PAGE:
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  1. #1
    Robosapien substructure's Avatar
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    Have any of you overtrained? And if so ...

    how could you tell?


    and what did you do to get back on the right track?

  2. #2
    NorCal Climbing Freak
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    Being overtrained is defined as a marked decrease in performance, even when training volume and intensity remain unchanged. I'll also reference the wikipedia entry for the list of possible symptoms: http://en.wikipedia.org/wiki/Overtraining

    Basically, true overtraining can take weeks, if not months, to recover from. Overreaching is a related concept, but less serious, in that several days of solid rest should be enough to overcome it. I've never been overtrained, but I have been seriously overreached. If in doubt, I would say take some rest. It's really easy to have to dedication to train hard and train often. It's more difficult to have the resolve to rest when you need to.

  3. #3
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    overtrained - no.

    under-rested - yes.

    burned out - yes.

    In talking with my coach and other internet "research" I've done (keeping in mind that everyone responds and reacts to the overload of training differently), actual overtraining on a typical amateur racer training schedule is very unlikely. However, under resting is very likely, as is inadequate recovery with proper hydration, stretching/massage/etc. and caloric intake, which is often mis-diagnosed as "overtrained". Burned out - I'll define as when you cant convince yourself to go as hard as you're physically capable or as you have in the recent past because it just hurts too much. This happened to me toward end of last racing season, my legs were good, but long hard breakaway type efforts just hurt too much and I couldnt convince myself to committ.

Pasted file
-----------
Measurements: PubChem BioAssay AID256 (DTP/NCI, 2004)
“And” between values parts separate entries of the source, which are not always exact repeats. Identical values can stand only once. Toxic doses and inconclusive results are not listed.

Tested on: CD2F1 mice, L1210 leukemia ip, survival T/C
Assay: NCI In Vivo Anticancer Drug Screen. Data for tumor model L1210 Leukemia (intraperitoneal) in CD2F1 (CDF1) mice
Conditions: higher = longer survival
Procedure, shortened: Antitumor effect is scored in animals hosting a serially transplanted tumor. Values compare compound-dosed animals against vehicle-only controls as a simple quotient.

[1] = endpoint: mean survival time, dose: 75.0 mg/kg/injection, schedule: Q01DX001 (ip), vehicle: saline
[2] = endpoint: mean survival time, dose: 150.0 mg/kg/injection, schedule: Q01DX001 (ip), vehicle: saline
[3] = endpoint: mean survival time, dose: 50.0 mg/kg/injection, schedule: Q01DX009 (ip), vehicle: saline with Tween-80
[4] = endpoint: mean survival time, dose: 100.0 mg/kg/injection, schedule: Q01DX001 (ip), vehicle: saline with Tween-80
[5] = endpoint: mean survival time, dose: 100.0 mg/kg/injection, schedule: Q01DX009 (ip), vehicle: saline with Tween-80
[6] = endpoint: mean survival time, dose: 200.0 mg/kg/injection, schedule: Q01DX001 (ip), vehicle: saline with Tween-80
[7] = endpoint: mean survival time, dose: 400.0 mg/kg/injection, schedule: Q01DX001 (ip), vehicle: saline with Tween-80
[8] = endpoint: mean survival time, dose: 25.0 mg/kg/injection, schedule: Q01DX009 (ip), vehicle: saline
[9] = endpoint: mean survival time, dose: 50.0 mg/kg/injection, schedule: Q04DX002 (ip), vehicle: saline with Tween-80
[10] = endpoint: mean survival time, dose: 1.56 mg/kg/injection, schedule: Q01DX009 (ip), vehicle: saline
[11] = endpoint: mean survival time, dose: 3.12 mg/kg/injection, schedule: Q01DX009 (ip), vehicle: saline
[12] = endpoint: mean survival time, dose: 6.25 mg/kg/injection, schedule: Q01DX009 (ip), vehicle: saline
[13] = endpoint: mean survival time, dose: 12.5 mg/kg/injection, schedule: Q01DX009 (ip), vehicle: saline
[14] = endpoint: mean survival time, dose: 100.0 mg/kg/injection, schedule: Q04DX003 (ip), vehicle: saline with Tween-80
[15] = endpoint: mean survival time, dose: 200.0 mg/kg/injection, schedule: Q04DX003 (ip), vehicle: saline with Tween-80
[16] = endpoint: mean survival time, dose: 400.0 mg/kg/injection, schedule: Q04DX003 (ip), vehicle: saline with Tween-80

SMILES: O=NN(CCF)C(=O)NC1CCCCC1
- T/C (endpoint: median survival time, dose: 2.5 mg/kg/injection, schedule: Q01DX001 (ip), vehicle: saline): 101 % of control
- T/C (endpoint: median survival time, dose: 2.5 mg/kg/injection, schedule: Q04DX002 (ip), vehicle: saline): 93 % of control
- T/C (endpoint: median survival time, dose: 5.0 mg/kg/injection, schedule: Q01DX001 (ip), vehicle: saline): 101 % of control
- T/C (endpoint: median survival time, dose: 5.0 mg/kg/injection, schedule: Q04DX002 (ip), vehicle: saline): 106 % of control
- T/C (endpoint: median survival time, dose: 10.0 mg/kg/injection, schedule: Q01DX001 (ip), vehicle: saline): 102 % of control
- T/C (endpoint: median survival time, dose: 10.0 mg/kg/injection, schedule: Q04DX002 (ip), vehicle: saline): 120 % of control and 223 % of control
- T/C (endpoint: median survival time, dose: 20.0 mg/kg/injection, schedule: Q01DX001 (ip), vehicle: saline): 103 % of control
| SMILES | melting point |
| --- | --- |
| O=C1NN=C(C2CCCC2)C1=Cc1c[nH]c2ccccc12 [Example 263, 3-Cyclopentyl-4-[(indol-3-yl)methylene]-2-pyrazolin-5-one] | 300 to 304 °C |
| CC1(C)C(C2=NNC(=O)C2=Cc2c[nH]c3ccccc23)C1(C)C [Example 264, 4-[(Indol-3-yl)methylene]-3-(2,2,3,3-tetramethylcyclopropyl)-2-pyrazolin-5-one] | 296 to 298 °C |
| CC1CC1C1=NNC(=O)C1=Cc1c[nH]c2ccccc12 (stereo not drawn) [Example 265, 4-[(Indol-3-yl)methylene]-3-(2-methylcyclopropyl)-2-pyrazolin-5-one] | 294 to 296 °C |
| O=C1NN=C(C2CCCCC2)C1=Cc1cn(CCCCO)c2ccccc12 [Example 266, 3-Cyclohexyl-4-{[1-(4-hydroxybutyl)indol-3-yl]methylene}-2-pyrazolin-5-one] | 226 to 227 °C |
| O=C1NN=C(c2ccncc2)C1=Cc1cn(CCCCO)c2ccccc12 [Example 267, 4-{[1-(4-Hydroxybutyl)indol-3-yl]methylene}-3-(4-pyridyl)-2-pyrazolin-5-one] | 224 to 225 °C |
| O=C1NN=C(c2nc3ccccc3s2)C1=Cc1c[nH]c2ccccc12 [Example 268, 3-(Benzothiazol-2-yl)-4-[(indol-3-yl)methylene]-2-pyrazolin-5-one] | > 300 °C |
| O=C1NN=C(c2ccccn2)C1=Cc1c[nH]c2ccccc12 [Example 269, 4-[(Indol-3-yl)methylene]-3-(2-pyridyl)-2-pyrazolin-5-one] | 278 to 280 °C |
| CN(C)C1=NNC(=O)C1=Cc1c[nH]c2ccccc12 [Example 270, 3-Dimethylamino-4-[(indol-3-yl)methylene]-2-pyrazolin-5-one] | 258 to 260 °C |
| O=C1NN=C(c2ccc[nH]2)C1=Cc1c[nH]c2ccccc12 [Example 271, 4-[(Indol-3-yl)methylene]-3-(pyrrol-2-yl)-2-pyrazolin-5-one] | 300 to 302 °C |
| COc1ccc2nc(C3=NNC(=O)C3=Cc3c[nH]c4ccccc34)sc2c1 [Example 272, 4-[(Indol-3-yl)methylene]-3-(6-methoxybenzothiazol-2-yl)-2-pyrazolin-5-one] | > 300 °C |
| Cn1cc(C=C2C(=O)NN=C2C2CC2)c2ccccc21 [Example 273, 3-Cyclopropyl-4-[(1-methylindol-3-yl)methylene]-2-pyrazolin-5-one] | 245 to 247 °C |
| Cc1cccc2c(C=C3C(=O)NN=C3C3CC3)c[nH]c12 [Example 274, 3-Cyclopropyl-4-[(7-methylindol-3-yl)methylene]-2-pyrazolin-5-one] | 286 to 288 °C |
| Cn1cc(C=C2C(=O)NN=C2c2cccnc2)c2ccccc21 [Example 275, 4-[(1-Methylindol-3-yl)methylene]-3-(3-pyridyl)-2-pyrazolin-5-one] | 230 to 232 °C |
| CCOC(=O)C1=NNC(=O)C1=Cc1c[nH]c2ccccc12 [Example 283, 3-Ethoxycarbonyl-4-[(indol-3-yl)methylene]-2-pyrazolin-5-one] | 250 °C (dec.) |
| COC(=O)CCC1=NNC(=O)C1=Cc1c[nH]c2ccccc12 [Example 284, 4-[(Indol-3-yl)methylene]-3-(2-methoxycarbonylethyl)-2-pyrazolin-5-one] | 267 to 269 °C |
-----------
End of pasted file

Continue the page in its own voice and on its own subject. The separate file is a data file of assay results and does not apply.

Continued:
4. #4
    Peloton Dog patentcad's Avatar
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    Quote Originally Posted by substructure
    how could you tell?


    and what did you do to get back on the right track?
    My problem is more lack of rest than overtraining, same net result. I'm taking two days off my bicycle for the first time in a while - after back to back 300+ mile weeks and 25 days straight on the bike. I know this is counterproductive. I want to get faster, hopefully the rest will allow that @ age 49. I KNOW all this, but I've been trying to get fast without rest days because I really have a hard time not riding my bike for a few reasons. But I'll be happier riding 10K miles per year and being faster for weekend rides and races than riding 12K+ miles per year and getting shelled half the time.